• important. We work on top of those layers. Im also seeing a lot of people producing PaaS. Thishas been an exciting month. Weve had two acquisitions in that space.The thing that those PaaS providers are missing, and most of the PaaS that I see out there ismissing, is a real enterprise architecture view of the world. Its fine to provide a web app as aservice and a database as a service. Those are the basic building blocks that people need. But, ifyou dont have an open, clear definition of identity, governance, business activity monitoring,BPM, and ESB, youre stuck in a 10-year-old architecture.So, for me, where youre going to have to move is to a complete platform that understandsenterprise architecture (EA). It isn’t just about saying, "Ive got a web app and a database that aresomehow provided in a cloud native fashion."Gardner: Paul OConnor, Im an advocate of showing rather than telling, when it comes to thesesorts of complex issues. Do we have any examples of perhaps companies that ANATAS hasworked with, where they have employed some of these approaches, whether from a position ofthe technology, the actual implementation of certain products and services, the methodologies, orall of the above? What do you get? What happens when you do this properly? What sort ofbusiness and/or technical benefits can we expect based on the record so far?OConnor: Ill tell you about a large enterprise that we have been working with for a good longwhile. They are building an internal PaaS, an internal platform which is operated as a service.This is key. Theyre looking at that as a way to achieve some tangible benefits right out of thegate, while supporting a longer-term vision, which is about beating back into submission asmuch of the sprawl that has grown up over the course of time in large enterprises.The immediate benefits in that case are about efficiency and business service architecture andconstraints. By that, I mean that if you have one standard service delivery process that’s highlyefficient that starts with modeling and works its way all the way through to operation in abusiness sense of business services, what you wind up with is an approach on the business sideitself to use that as a lever to go out and directly be able to add in efficiencies, attack newmarkets, and really focus on some things on the business side that were latent, because there wasa feeling that it couldnt be delivered efficiently by IT or may not work.Seeing it workWere really seeing that lever work. Its right there. Were also seeing a focus on a broaderpicture. I want to make one point following up on what Paul Fremantle was saying earlier. Wereally need to have, and this is what this client has done, a reference architecture that is sort ofthe antithesis of cloud in a box.Its structured so that you don’t get tied into one particular vendors view of cloud or anythingelse. You’ve really taken an Architecture 101 approach. You build a reference model, you build areference architecture, you go execute against that, and you don’t have either an inheritance fromthe IaaS guys up into the higher parts of the stack or the sprawl from the existing platformplayers down into the infrastructure space.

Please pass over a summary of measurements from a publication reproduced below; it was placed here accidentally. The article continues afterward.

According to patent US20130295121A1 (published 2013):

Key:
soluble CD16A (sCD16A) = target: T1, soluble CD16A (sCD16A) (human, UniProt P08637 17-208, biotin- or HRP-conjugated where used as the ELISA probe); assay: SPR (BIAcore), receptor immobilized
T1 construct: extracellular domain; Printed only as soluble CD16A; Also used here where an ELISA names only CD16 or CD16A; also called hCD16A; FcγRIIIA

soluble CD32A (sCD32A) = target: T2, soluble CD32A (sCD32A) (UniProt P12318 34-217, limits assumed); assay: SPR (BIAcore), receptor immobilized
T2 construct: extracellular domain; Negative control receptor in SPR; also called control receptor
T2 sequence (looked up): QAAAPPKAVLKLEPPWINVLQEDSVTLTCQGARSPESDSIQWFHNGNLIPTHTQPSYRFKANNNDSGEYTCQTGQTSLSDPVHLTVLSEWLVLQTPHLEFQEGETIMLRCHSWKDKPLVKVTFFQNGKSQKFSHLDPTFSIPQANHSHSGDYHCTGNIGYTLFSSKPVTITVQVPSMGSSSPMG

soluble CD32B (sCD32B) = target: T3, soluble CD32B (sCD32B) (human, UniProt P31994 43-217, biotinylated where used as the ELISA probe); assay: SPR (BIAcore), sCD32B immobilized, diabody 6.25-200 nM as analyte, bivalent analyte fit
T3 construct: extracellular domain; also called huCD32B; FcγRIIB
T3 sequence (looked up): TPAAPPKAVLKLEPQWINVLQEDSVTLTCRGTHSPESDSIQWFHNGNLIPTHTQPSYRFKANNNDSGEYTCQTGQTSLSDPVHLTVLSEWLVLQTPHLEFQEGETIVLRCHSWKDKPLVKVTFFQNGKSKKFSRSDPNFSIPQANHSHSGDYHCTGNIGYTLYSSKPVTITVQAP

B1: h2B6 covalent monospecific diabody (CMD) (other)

• Ultimately, and this is how this client views it, cloud is more than a way of thinking. It’s openand it’s about getting your house in order, but it’s also about not being locked in and trying to, inthe case where we feel like we should, turn the table on our existing vendors.And that’s what WSO2 is doing in terms of a feature-driven lean middleware and also the waythat they are approaching delivery in terms of a professional open-source model, and is verymuch in keeping with the way that my clients view the cloud.Gardner: Paul Fremantle, we only have time for one additional example. Do you have somecustomers that youve been working with that are perhaps what you would consider a bellwetherfor where the rest of the enterprises are likely to go?Fremantle: I want to put a different spin on this, which is that as well as the companies that aredoing what Paul OConnor was talking about and using PaaS to create the software factoryconcept within their organization, there is another angle on this, which is interesting. Its theability of people, not just software vendors, but also system integrators and even serviceproviders, to start using PaaS to create their own cloud software as a service (SaaS).This was brought to mind to me by one European-based system integrator and business processoutsourcer. Unfortunately, I can’t name them, but theyre a partner of ours. What theyve startedto do is think, "When Im building an application or a process for customer, is that something thatis really applicable just to this one customer or is it something that is a reusable asset, that can beoffered as a service to multiple customers?"Of course, that may not be offered over the public cloud. It may be hosted in a private cloud anddifferent companies give a VPN access to their own tenant within that. It’s something Im seeinga lot of software companies looking at as well, which is to start converting their applications intoSaaS.And as you do that, you quickly find that the things you need, the capabilities that you need, inorder to offer SaaS are the same capabilities that you need in a platform. Theyre the things I wastalking about before, things like identity, governance, metadata, monitoring and metering billing.To me, the interesting thing here is the intersection between how large enterprises are treatingtheir software development and how software companies are treating their softwaredevelopment, and system integrators and business process outsourcers are treating their softwaredevelopment. Theyre all converging on the most efficient model that we have come up with yet.Gardner: Very interesting. It sounds as if the IT ecosystem is marching in tandem towards thesame vision, and that will perhaps enable these enterprises to move all the more quickly, ratherthan the enterprises doing it essentially on their own.Fremantle: Absolutely.
    • Gardner: Well, very good. Im afraid were about out of time. Weve been discussing howworkload assembly and the concept of a business service factory are important attributes toprivate clouds, and how private clouds when established using these best practices andprinciples, can provide a huge stepping stone in the right direction for the future of IT, atransformed future of IT.I want to thank our panelists. Weve been joined by Paul Fremantle, the UK-based ChiefTechnology Officer and co-founder of WSO2. Thanks so much, Paul.Fremantle: Thank you very much.Gardner: And, we’ve also been joined by Paul O’Connor, the Chief Technology Officer atANATAS International in Sydney, Australia. Thanks for joining as well, Paul.OConnor: Thanks, Dana.Gardner: This is Dana Gardner, Principal Analyst at Interarbor Solutions. Youve been listeningto a sponsored BriefingsDirect podcast. Thanks for listening, and come back next time.Listen to the podcast. Find it on iTunes/iPod and Podcast.com. Download the transcript. Sponsor:WSO2Transcript of a sponsored BriefingsDirect podcast on modernizing IT to become business servicefactories. Copyright Interarbor Solutions, LLC, 2005-2011. All rights reserved.You may also be interested in: • Cloud Computings Ultimate Value Depends on Open PaaS Models to Avoid Applications and Data Lock-In • Open Source and Cloud: A Curse of Blessing During Recession? BriefingsDirect Analysts Weigh In • WSO2 Data Services Provide Catalyst for SOA and Set Stage for New Cloud-Based Data Models